Obama seeks to reassure Gulf allies on Iran, security at summit

15 May, 2015 1:20 am

CAMP DAVID – President Barack Obama opened a summit with Saudi Arabia and other Gulf allies on Thursday, seeking to convince them of Washington’s commitment to their security despite deep concern among Arab leaders about US efforts to broker a nuclear deal with Iran.

Hosting the six-nation Gulf Cooperation Council for a rare summit at the Camp David presidential retreat, Obama faced the challenge of allaying their fears of U.S. disengagement at a time of Middle East upheaval while also pressing the oil-rich Gulf states to work together in their own defense.

Tension over U.S. policy toward Tehran, Syria’s civil war and the Arab Spring uprisings will loom over the meetings, which have already been clouded by the absence of most of the

Gulf’s ruling monarchs, who instead sent lower-level officials.

Saudi King Salman pulled out, sending Crown Prince Mohammed bin Nayef and Deputy Crown Prince Mohammed bin Salman in his place in a move widely interpreted as a snub that reflected Gulf frustration with the Obama administration.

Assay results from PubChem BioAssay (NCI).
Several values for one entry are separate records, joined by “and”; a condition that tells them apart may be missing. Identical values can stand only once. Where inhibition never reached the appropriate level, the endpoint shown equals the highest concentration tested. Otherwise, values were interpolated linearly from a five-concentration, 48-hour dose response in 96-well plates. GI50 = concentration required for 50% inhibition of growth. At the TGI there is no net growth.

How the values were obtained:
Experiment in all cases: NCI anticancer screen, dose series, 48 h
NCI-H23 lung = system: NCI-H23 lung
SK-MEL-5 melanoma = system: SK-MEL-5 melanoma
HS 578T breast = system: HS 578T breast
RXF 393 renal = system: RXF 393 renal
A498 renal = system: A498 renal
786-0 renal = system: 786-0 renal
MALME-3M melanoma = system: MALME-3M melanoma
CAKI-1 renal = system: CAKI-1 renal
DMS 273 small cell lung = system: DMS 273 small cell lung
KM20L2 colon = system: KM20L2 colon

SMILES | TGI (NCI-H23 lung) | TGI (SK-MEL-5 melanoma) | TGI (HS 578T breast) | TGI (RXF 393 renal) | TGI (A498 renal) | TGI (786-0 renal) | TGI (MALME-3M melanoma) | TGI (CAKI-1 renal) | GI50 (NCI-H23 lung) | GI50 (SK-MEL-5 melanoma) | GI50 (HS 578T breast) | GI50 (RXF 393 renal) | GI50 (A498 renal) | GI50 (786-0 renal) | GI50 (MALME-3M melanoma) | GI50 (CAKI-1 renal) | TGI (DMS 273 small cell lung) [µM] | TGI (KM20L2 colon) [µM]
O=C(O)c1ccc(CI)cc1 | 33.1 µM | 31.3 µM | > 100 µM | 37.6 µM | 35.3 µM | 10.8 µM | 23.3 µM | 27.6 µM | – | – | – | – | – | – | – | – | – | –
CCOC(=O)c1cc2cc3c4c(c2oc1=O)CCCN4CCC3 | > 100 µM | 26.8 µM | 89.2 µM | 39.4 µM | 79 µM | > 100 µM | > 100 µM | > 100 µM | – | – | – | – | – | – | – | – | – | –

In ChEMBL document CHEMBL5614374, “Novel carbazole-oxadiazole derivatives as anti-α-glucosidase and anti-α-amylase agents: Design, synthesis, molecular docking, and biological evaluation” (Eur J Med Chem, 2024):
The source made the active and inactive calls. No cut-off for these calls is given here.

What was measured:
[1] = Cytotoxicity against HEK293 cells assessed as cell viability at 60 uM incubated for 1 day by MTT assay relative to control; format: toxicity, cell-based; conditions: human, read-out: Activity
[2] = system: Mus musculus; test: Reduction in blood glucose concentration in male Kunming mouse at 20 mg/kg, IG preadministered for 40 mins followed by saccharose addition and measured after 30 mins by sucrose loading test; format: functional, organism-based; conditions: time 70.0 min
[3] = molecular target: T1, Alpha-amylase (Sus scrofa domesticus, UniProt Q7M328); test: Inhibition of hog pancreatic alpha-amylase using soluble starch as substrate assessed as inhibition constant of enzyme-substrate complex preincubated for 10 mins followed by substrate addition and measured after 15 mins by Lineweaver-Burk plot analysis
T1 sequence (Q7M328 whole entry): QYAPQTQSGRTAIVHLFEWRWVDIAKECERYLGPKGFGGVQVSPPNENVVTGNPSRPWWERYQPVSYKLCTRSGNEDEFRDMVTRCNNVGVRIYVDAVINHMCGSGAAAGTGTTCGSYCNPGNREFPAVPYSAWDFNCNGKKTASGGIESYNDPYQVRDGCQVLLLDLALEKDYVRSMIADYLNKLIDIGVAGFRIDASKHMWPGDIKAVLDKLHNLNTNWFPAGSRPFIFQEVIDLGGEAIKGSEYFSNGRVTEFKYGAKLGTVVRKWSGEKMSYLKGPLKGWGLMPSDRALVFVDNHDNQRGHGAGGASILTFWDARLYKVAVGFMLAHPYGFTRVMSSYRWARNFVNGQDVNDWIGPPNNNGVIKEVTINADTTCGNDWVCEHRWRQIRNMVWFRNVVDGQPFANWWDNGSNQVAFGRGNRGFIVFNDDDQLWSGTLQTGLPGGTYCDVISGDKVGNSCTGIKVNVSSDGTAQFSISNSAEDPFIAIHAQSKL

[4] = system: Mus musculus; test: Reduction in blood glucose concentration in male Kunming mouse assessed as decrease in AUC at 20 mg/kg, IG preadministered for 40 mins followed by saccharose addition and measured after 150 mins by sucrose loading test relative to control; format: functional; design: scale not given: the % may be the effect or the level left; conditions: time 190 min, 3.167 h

The White House has said such decisions were not intended as slights and has portrayed the summit as more than just a symbolic event. But U.S. officials have also played down the prospects for any major breakthroughs.

White House officials have said there would no formal defense treaty, as some Gulf leaders sought, and that the summit is likely to produce more modest announcements on integrating ballistic missile defense systems, easing weapons deliveries and increasing joint military exercises. –Reuters

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